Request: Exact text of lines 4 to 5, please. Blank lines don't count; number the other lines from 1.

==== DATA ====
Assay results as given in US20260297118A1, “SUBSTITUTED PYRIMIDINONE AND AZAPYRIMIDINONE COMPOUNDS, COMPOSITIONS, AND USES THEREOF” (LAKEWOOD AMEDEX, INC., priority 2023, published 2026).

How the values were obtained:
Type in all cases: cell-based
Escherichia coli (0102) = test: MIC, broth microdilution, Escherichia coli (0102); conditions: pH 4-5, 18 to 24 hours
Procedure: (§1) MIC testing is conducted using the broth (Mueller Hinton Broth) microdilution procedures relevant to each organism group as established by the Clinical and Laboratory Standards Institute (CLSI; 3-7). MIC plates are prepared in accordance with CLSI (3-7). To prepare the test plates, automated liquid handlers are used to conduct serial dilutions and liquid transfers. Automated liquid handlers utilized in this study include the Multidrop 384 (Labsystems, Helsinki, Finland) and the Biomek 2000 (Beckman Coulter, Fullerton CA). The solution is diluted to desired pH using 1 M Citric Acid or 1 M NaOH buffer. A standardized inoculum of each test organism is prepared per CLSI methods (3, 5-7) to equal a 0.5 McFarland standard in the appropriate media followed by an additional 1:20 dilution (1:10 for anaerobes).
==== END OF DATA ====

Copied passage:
Escherichia coli (0102) = test: MIC, broth microdilution, Escherichia coli (0102); conditions: pH 4-5, 18 to 24 hours
Procedure: (§1) MIC testing is conducted using the broth (Mueller Hinton Broth) microdilution procedures relevant to each organism group as established by the Clinical and Laboratory Standards Institute (CLSI; 3-7). MIC plates are prepared in accordance with CLSI (3-7). To prepare the test plates, automated liquid handlers are used to conduct serial dilutions and liquid transfers. Automated liquid handlers utilized in this study include the Multidrop 384 (Labsystems, Helsinki, Finland) and the Biomek 2000 (Beckman Coulter, Fullerton CA). The solution is diluted to desired pH using 1 M Citric Acid or 1 M NaOH buffer. A standardized inoculum of each test organism is prepared per CLSI methods (3, 5-7) to equal a 0.5 McFarland standard in the appropriate media followed by an additional 1:20 dilution (1:10 for anaerobes).